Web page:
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516. The power of the great (XVII)

Michael Oakeshott conceptualised politics as a convivial conversation down the ages—a conversation that unites past, present, and future. The scene: a small tavern, perhaps called The Royal Oak, located in rural England. After a hard day’s labour in the fields, the men retreat to the Oak to imbibe ales and ciders in wooden mugs. The old men sit by the fire and draw on their pipes—wraiths of smoke filter through their beards. On the fire, the logs crackle green—the spirits of the wood. These are yew logs. As the local saying goes: Oak alight, April delight / Yew law, October sure. There is a rhyme for every type of log you burn—a line appropriate to the taste of the wood.

Over their ales, the men discuss the issues that face the village: the squire’s plans to build seven new cottages, the season’s planting, the mill stream that needs renewal, the country fair—the gypsies who lurk on the village precincts. The young men are outspoken and forthright, the most brawny young farmhands hold forth—usually for innovation, possibly imprudent. The old greybeards, meanwhile, hold their peace but gently chivvy the young men out of their more radical schemes—though they accept a certain amount of innovation in the course of things.

They also know that Paul Grogan is just like his grandfather, Old Rufus Grogan—Old Rufus was always hot-tempered and outspoken; and Sally Hemmings, the village wise-woman, says the wind was blowing from the southwest when Paul was born and that was how the cantankerous Grogan side came out in him. Paul’s ways are expected—his type, his archetype, has recurred many times in the village; and the village knows how to take account of the intemperate Grogan ways. It is so for all the men in the tavern: they are connected and known to each other by a web that goes back generations—their types can be accommodated and are recognised with a wry smile.

This is how Oakeshott thinks politics should be—an amiable, if sometimes heated, conversation in the pub about the direction in which the village should go. A discussion undertaken with the past present: the archetypes recur; and the next generation is swaddled and nursed by their mothers a few doors from the pub—and the unborn are present too, being the sparkle in Paul Grogan’s eye when he looks at the tavern’s serving-girl. The problem with this view of politics—intrinsically cosy and English—lies in the fact that even when Oakeshott conceived it in the 1950s the social arrangements that allowed it to take place had vanished. He already lived in a bureaucratic, technological, and mass society where mass propaganda was the norm—not conversation. Parliament was not, even then, a convivial “tavern conversation”—it was already cynical and professionalised; and this is even more true today.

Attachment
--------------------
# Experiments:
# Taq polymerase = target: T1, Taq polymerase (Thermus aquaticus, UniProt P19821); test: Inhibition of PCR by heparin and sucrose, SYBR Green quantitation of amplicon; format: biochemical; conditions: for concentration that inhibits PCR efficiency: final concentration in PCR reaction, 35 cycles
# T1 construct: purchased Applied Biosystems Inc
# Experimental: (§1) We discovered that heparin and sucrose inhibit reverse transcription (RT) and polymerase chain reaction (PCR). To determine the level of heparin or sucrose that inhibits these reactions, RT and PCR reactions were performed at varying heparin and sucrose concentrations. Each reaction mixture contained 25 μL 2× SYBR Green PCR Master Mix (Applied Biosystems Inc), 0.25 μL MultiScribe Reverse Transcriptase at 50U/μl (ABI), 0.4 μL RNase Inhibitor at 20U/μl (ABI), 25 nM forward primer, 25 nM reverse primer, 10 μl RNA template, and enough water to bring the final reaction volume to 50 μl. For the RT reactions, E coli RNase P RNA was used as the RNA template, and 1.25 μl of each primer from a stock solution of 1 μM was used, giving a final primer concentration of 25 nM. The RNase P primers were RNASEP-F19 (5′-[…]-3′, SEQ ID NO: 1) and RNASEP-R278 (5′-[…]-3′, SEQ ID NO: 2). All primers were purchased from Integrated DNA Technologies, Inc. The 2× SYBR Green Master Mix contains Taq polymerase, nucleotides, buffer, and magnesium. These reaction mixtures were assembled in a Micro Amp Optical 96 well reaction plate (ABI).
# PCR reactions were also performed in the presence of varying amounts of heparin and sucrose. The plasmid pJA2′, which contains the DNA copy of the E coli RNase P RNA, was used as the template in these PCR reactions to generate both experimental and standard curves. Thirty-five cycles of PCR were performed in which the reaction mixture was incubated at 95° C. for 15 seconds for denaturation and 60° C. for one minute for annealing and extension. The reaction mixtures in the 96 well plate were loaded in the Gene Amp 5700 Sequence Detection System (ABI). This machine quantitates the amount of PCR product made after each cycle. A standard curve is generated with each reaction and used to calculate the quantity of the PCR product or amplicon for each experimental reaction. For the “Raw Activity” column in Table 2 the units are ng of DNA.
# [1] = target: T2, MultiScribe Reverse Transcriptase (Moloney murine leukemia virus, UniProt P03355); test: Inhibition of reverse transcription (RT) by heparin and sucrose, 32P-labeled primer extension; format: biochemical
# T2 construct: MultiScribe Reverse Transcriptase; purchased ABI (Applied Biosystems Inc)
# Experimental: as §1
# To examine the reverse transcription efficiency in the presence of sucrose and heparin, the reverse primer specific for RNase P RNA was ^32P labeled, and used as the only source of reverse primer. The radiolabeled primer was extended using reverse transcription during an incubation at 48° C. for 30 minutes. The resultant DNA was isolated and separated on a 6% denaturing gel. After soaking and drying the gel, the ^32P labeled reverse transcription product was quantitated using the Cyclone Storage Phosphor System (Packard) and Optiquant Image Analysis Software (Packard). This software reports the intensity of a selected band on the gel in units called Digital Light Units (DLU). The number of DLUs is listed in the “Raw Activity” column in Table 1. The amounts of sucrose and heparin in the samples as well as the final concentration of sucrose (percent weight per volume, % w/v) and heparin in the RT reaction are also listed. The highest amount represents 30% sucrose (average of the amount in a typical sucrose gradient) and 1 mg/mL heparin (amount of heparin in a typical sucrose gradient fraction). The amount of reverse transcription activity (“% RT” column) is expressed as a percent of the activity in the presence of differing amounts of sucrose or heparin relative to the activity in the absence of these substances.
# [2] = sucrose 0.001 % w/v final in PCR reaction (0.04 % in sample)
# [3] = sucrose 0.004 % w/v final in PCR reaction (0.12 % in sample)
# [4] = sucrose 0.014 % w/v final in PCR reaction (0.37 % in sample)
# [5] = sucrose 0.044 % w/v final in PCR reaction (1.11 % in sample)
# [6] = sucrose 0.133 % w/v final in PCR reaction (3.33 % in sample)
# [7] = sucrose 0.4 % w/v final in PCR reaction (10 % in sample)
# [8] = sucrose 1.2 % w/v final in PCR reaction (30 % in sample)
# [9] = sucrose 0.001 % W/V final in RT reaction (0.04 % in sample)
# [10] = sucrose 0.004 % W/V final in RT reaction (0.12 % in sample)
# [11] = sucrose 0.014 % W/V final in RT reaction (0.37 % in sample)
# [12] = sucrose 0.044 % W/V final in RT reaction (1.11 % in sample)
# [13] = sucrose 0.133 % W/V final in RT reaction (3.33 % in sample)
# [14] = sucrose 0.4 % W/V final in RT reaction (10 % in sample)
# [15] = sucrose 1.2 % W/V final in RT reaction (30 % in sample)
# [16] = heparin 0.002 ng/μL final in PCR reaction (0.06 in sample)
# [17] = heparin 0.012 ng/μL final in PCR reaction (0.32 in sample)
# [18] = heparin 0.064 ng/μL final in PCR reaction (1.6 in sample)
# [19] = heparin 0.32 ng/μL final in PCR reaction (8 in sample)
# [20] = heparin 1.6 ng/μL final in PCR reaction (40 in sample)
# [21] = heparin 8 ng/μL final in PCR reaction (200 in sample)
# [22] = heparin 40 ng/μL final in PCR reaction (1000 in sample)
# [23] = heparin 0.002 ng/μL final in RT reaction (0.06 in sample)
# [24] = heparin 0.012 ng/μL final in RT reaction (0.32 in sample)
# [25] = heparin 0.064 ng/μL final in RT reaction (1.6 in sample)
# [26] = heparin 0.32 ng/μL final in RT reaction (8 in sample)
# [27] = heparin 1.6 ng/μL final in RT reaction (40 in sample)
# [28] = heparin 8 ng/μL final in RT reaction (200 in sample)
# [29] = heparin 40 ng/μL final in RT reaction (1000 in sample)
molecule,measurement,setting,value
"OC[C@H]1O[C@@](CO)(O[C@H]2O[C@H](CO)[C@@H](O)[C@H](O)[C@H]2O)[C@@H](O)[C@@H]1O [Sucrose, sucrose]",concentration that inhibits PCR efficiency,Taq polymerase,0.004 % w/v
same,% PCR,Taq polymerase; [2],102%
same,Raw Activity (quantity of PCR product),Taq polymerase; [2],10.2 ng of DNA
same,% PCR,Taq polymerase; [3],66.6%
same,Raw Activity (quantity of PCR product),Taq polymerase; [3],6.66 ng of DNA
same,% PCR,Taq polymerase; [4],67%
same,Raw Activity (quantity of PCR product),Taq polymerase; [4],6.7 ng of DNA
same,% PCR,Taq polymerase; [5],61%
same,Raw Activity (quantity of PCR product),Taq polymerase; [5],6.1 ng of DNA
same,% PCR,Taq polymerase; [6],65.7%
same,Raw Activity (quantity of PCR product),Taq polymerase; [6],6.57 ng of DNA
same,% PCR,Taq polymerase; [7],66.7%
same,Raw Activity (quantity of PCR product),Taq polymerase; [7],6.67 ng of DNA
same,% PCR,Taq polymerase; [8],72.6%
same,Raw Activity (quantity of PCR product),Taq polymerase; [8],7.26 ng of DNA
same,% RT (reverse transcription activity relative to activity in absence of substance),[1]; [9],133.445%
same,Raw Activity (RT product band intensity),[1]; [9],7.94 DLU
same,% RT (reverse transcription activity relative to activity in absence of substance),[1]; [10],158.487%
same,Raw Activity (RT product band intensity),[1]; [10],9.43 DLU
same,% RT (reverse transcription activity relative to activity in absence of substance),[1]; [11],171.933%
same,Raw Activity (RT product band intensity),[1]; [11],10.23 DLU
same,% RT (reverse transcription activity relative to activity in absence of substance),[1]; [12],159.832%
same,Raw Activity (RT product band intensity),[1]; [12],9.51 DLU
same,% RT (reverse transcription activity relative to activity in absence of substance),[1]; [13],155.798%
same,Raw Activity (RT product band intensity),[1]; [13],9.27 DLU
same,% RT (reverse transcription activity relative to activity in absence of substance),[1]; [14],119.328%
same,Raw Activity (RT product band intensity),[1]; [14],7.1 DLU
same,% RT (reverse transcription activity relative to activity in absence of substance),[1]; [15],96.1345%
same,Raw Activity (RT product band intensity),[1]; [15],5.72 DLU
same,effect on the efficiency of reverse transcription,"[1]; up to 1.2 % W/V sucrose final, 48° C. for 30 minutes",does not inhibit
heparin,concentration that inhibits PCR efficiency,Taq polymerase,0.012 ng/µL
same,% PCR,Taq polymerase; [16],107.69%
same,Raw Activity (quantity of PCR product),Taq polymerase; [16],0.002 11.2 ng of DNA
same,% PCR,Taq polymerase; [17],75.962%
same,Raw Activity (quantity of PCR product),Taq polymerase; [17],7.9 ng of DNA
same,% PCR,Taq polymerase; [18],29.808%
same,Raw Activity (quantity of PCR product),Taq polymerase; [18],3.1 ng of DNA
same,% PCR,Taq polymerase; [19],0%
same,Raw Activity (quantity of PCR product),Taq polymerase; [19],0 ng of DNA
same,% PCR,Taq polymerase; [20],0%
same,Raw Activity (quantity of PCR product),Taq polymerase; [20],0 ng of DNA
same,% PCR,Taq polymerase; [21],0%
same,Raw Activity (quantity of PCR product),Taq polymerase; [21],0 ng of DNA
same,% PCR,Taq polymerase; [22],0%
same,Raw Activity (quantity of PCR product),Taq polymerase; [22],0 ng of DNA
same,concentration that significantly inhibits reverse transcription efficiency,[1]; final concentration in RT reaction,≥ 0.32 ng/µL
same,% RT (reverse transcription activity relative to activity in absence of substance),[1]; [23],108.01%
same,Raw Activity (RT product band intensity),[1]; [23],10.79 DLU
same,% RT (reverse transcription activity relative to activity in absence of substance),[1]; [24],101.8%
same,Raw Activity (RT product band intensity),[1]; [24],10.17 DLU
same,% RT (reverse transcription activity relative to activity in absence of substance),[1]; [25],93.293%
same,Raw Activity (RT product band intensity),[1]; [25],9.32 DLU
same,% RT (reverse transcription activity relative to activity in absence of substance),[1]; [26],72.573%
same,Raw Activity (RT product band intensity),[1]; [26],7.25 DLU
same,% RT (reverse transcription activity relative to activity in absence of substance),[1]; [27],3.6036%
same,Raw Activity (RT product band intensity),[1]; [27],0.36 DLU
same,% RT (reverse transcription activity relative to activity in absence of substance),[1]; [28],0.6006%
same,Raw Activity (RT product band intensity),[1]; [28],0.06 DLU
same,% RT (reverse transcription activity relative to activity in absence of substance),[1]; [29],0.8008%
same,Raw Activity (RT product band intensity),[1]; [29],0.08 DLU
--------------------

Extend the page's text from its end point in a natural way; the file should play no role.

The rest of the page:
Further, in a typical conservative fault, Oakeshott imagines that his opponents are conservatives. The conservative imagines a convivial conversation between young hot-head “innovators” and conservative “oldheads” (as storied American anons say) about the future of the national village; yet the left does not think this way: the left imagines a total solution—essentially religious in nature—to reform society; it never intends a conversation, friendliness is not political—and so piecemeal consensus-based reforms are out.

The left is like some peripatetic preacher—the type who proliferated during the English Civil War—who wanders into The Royal Oak and starts to harangue the villagers about the need to repent: “Christ is at hand, brothers. All men equal. Come, let us tear down the squire’s manor.” The left does not want a conversation, it wants to preach—and the convivial conservative who tries to “have a chat” is steamrollered. In the end, either Paul Grogan and his boisterous farmhand pals throw the preacher out on his ear or the villagers—fired on spirits both spiritual and temporal—turn rogue and follow the preacher’s injunction to burn down the village.


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